Poet U. A. Fanthorpe CBE, FRSL (1929-2009) was educated at St Anne’s where she received a First in English Language and Literature. Notable works include Side Effects (1978), Collected Poems (2005), and From Me To You: Love Poems (2007), co-written with her partner of 44 years, R. V. ‘Rosie’ Bailey. In 1994 Fanthorpe became the first woman in 315 years to be nominated for the post of Professor of Poetry at Oxford University. In 2003 she received the Queen’s Gold Medal for Poetry.
American essayist, novelist, left-wing intellectual, and activist Susan Sontag (1933-2004) studied at St Anne’s. Sontag was long preoccupied with European modernist aesthetics and thought—a set of influences strongly characterising her fiction, filmmaking, and essays. She also wrote perceptively on gay male figures and issues. Her landmark study Notes on ‘Camp’ (1964) was the first detailed account of this gay sensibility. Sontag had committed relationships with women and men. Among her female lovers were photographer Annie Leibovitz, choreographer Lucinda Childs, and writer Maria Irene Fornes.
American feminist writer and academic Kate Millett (1934-2017) studied at St Hilda’s. Millett is best known for her pioneering critique of patriarchy in Western society and literature, Sexual Politics (1970).
American photographer and documentary artist Joan E. Biren—‘JEB’—(b. 1944) attended Nuffield, studying a D.Phil in Political Science and Sociology from 1966-70. JEB subsequently co-founded the short-lived but influential Furies Collective, a radical experiment in lesbian feminist separatism. Many of her early images were published in the Collective’s newspaper The Furies. At a time of intense activism in the USA, JEB utilised photography as means of making lesbian-identified women more visible. Many of her images can be found in the collections Eye to Eye: Portraits of Lesbians (1979) and Making a Way: Lesbians Out Front (1987). Since the early 1990s JEB has concentrated on video as means of expression. Her videos include A Simple Matter of Justice (1993), Women Organize! (2004), and No Secret Anymore: The Times of Del Martin and Phyllis Lyon (2003).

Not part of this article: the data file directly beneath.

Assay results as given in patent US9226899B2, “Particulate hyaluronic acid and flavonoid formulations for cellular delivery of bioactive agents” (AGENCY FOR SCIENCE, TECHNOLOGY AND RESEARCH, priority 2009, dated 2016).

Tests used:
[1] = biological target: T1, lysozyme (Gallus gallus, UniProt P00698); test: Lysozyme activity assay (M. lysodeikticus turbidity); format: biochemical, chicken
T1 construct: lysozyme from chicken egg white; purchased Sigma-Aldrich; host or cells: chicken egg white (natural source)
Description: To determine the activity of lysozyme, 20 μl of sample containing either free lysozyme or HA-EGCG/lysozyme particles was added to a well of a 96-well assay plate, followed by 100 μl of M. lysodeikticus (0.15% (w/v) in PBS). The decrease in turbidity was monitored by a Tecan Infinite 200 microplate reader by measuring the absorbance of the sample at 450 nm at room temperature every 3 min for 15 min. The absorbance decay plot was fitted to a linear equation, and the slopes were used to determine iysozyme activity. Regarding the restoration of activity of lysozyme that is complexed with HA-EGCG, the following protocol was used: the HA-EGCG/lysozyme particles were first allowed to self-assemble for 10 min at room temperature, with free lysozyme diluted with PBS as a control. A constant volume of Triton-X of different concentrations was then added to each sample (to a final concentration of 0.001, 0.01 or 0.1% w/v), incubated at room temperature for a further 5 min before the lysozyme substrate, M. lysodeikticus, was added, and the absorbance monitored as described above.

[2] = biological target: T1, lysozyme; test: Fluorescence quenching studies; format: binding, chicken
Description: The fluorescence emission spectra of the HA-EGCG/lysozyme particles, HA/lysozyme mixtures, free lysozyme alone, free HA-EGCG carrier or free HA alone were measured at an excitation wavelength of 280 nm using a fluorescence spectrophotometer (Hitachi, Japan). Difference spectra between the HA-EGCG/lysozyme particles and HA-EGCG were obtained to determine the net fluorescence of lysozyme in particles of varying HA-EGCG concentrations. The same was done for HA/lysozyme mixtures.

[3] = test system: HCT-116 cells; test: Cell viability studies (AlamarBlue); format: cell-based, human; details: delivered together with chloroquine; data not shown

Award-winning author Val McDermid (b. 1955) is a graduate of St Hilda’s where she was the first student to be accepted from a state school in Scotland. After graduation McDermid worked as a journalist and dramatist but it is for her crime novels that she has gained world-wide renown. The first was Report for Murder (1987) which introduced lesbian-identified journalist Lindsay Gordon to the great British detective canon. McDermid’s 1995 book The Mermaids Singing won her the CWA Gold Dagger for Best Crime Novel of the Year. On 7th February 2013 McDermid delivered the fourth annual Oxford University lecture for LGBT History Month at her old college.
Film and theatre director Phyllida Lloyd (b. 1957) was made Cameron Mackintosh Visiting Professor of Contemporary Theatre at Oxford University in 2006. As well as numerous credits probably more deserving of mention, Lloyd directed the hit West End production of the ABBA musical Mamma Mia! as well as the 2008 movie adaptation.
Comedienne and presenter Sandi Toksvig (b. 1958) also has a connection to Oxford—she stood unsuccessfully for election as Chancellor of the University in 2003, supporting a campaign against student fees.
Author and journalist Jeanette Winterson OBE (b. 1959) read English at St Catherine’s. Her novel Oranges Are Not the Only Fruit (1985) won the Whitbread First Novel Award and was made into a television drama series in 1990 for which Winterson wrote the screenplay, itself winning a BAFTA for Best Drama. Her subsequent works include The Passion (1987), Sexing the Cherry (1989), The King of Capri (2003), Lighthousekeeping (2004), Weight (2005), and The Stone Gods (2007). She writes regularly for The Times and The Guardian.